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Pascal rides again (was: Specifying dependencies more clearly)

From: G. Branden Robinson
Subject: Pascal rides again (was: Specifying dependencies more clearly)
Date: Thu, 10 Nov 2022 15:19:34 -0600

(Some of this is off-topic for the groff list.)

Hi Alex,

At 2022-11-08T22:05:25+0100, Alejandro Colomar wrote:
> Okay, here we go for a rant.
> Let's say there's some software with cowboy programmers, which has
> things like:
>     typedef struct {
>         size_t  length;
>         u_char  *start;
>     } str_t;

Those who do not learn Pascal strings are condemned to reinvent them.

>     #define length(s)   (sizeof(s) - 1)
>     #define str_set(str, text)  do       \
>     {                                    \
>         (str)->length = length(test);    \
>         (str)->start = (u_char *) text;  \
>     }
> (Of course, cowboy programmers don't need terminating NUL bytes,
> that's for newbies, but that's not today's rant.)

There are some advantages to Pascal strings.  Having determination of
any string's size be O(1) is a big win over C string-scanning functions
(or loops doing repeated "*ch != '\0'" comparisons), especially when
these are used by the naïve or slack-jawed.[1]

But they have their downsides too.  You truly do need a struct for them,
as they are not homogeneous sequences.  The length is a different type,
and may be a different width, than the subsequent (or pointed-to) array.

Pascal strings were more obviously advantageous back in the 8-bit era.
size_t and chars were both bytes.  A string length limit of 255 was not
considered terribly limiting on machines where you could fit only 256 of
these in addressable memory anyway (16-bit address space).  In practice,
fewer--often much fewer.

But doing Pascal strings in C is a delicate undertaking due to impedance
mismatching, as you showed below.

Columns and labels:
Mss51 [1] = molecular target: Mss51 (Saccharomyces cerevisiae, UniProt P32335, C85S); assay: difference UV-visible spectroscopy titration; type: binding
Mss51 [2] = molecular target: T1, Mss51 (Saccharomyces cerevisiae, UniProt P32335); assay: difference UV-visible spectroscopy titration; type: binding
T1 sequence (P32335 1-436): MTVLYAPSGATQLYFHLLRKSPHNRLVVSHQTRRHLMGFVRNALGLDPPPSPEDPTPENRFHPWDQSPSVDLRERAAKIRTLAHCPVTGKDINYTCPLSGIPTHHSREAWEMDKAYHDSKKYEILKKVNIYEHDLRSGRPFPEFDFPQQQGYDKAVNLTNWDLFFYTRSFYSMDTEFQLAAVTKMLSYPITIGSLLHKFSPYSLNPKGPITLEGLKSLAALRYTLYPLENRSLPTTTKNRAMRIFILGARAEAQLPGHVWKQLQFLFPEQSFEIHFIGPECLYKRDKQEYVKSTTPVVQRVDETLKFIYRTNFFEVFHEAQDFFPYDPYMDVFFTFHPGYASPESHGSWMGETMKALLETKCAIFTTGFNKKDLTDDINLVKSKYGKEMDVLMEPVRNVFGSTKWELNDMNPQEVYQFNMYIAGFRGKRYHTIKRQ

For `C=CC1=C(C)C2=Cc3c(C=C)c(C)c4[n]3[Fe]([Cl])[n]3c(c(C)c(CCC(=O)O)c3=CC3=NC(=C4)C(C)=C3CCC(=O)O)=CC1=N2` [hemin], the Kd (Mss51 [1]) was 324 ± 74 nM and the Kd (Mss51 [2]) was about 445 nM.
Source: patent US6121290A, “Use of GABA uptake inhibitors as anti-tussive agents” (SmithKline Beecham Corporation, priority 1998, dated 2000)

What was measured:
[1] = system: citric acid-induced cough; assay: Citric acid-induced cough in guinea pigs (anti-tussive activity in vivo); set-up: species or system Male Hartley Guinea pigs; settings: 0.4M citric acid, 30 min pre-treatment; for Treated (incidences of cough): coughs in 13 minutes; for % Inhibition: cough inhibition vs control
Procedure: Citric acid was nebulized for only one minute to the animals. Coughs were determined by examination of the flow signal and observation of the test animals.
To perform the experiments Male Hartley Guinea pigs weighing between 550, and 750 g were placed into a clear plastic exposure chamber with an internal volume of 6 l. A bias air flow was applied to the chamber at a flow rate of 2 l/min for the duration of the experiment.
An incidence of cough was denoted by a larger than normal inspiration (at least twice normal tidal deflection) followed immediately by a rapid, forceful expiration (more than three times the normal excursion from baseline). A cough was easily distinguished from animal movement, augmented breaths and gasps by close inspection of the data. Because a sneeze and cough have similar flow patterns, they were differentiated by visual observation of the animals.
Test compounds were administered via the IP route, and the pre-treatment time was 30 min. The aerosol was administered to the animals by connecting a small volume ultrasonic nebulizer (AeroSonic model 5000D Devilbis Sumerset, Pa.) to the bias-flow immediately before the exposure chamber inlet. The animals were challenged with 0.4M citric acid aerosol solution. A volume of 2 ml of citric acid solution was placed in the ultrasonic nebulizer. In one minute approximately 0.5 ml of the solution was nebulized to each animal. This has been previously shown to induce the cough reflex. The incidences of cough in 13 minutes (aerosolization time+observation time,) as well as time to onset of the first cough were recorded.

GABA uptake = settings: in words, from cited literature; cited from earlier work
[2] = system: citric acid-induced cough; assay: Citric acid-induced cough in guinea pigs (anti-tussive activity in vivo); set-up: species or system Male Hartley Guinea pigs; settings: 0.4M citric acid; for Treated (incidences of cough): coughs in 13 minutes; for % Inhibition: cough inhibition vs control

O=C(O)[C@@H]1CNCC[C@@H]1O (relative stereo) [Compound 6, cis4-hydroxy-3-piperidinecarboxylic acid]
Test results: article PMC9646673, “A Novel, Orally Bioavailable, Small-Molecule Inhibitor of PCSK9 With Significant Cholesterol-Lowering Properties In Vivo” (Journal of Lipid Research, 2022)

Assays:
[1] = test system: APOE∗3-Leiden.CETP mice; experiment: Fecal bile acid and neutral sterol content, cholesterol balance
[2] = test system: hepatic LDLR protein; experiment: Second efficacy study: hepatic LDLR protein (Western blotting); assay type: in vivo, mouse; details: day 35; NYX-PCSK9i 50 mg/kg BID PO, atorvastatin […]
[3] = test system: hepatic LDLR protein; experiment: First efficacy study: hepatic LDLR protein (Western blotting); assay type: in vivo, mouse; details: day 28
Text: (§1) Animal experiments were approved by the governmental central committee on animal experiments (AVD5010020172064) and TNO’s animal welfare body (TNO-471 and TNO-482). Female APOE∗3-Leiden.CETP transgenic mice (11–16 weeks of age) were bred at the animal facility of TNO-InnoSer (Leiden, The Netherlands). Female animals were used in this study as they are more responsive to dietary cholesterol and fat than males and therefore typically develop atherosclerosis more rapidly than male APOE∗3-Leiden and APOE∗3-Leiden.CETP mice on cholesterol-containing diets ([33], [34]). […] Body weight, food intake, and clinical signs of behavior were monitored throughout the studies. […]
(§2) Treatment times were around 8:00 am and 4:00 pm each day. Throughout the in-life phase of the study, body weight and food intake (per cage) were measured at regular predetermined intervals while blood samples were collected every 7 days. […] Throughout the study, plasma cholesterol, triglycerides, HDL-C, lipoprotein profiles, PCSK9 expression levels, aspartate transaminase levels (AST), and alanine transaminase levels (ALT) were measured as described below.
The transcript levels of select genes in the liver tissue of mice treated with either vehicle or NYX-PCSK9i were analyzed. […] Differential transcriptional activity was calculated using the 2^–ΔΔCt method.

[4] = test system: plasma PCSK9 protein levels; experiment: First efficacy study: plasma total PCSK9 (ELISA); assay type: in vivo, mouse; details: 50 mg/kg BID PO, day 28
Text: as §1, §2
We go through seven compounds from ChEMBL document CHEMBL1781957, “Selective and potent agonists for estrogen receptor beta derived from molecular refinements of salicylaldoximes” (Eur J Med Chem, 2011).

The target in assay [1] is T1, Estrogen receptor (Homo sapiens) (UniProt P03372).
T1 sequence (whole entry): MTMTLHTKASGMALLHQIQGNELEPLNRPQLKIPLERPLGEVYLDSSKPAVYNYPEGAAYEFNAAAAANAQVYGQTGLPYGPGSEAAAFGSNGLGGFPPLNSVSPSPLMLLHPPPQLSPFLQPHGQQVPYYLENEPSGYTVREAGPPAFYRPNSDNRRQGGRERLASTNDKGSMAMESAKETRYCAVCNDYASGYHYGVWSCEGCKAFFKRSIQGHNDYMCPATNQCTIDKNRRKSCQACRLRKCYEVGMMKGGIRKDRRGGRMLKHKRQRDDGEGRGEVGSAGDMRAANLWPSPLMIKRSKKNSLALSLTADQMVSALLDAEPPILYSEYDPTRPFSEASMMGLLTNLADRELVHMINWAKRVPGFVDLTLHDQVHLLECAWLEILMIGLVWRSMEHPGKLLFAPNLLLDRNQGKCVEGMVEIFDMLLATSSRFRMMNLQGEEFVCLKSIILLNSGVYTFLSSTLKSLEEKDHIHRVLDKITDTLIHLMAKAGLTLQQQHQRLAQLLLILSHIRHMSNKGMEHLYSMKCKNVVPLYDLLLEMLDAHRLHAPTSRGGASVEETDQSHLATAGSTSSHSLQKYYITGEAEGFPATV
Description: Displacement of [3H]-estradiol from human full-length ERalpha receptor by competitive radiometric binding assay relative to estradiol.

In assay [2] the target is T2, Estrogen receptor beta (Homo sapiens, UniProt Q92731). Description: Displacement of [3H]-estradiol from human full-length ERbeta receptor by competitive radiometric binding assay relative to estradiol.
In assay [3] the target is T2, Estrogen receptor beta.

> And then some new programmer in the team writes a line of code that's
> something like:
>     str = str_set(cond ? "someword" : "another");

Right.  C doesn't _really_ have strings, except at the library level.
It has character arrays and one grain of syntactic sugar for encoding
"string literals", which should not have been called that because
whether they get the null terminator is context-dependent.

        char a[5] = "fooba";
        char *b = "bazqux";

I see some Internet sources claim that C is absolutely reliable about
null-terminating such literals, but I can't agree.  The assignment to
`b` above adds a null terminator, and the one to `a` does not.  This is
the opposite of absolute reliability.  Since I foresee someone calling
me a liar for saying that, I'll grant that if you carry a long enough
list of exceptional cases for the syntax in your head, both are
predictable.  But it's simply a land mine for the everyday programmer.
Worse, the hype around C that "arrays are really pointers in disguise!1!
They're interchangeable!1!" constitutes a neon sign directing the
learner directly into the mine field.  As I recall, Peter van der Linden
railed against this folk wisdom way back in 1994 (_Expert C Programming:
Deep C Secrets_, Pearson).  Despite writing a fine book, his efforts did
little to quieten this or other examples of braying hype by C partisans.

Because we teach and practice similarly imprecise nomenclature regarding
"strings" in C, we encourage programmers to make mistakes like the one
you encountered.  This is one of the reasons I'm such a stickler about
terminology in the groff documentation and am willing to break with